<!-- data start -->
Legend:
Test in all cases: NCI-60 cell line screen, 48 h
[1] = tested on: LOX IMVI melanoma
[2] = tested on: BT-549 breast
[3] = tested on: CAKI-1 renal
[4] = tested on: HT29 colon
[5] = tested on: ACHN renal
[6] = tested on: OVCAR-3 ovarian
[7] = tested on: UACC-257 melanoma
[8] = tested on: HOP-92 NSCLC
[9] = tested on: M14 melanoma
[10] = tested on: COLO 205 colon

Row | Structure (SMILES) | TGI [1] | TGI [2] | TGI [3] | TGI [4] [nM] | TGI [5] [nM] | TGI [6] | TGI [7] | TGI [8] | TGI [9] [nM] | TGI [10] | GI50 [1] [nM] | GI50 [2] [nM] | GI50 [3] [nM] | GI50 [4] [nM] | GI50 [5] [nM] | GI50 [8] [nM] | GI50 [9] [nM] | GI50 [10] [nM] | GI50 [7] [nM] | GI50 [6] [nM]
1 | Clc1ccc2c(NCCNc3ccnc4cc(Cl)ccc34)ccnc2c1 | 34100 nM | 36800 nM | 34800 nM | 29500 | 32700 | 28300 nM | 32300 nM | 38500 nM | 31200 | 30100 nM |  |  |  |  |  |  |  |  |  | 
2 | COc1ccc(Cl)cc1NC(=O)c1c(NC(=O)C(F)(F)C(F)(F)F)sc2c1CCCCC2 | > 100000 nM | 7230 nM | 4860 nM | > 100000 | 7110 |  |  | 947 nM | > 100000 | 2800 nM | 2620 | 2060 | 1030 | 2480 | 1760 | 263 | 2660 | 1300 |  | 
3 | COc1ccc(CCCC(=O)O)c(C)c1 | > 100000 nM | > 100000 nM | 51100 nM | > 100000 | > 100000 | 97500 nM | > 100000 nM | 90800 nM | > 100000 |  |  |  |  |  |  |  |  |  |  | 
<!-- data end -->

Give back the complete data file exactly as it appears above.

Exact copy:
Legend:
Test in all cases: NCI-60 cell line screen, 48 h
[1] = tested on: LOX IMVI melanoma
[2] = tested on: BT-549 breast
[3] = tested on: CAKI-1 renal
[4] = tested on: HT29 colon
[5] = tested on: ACHN renal
[6] = tested on: OVCAR-3 ovarian
[7] = tested on: UACC-257 melanoma
[8] = tested on: HOP-92 NSCLC
[9] = tested on: M14 melanoma
[10] = tested on: COLO 205 colon

Row | Structure (SMILES) | TGI [1] | TGI [2] | TGI [3] | TGI [4] [nM] | TGI [5] [nM] | TGI [6] | TGI [7] | TGI [8] | TGI [9] [nM] | TGI [10] | GI50 [1] [nM] | GI50 [2] [nM] | GI50 [3] [nM] | GI50 [4] [nM] | GI50 [5] [nM] | GI50 [8] [nM] | GI50 [9] [nM] | GI50 [10] [nM] | GI50 [7] [nM] | GI50 [6] [nM]
1 | Clc1ccc2c(NCCNc3ccnc4cc(Cl)ccc34)ccnc2c1 | 34100 nM | 36800 nM | 34800 nM | 29500 | 32700 | 28300 nM | 32300 nM | 38500 nM | 31200 | 30100 nM |  |  |  |  |  |  |  |  |  | 
2 | COc1ccc(Cl)cc1NC(=O)c1c(NC(=O)C(F)(F)C(F)(F)F)sc2c1CCCCC2 | > 100000 nM | 7230 nM | 4860 nM | > 100000 | 7110 |  |  | 947 nM | > 100000 | 2800 nM | 2620 | 2060 | 1030 | 2480 | 1760 | 263 | 2660 | 1300 |  | 
3 | COc1ccc(CCCC(=O)O)c(C)c1 | > 100000 nM | > 100000 nM | 51100 nM | > 100000 | > 100000 | 97500 nM | > 100000 nM | 90800 nM | > 100000 |  |  |  |  |  |  |  |  |  |  | 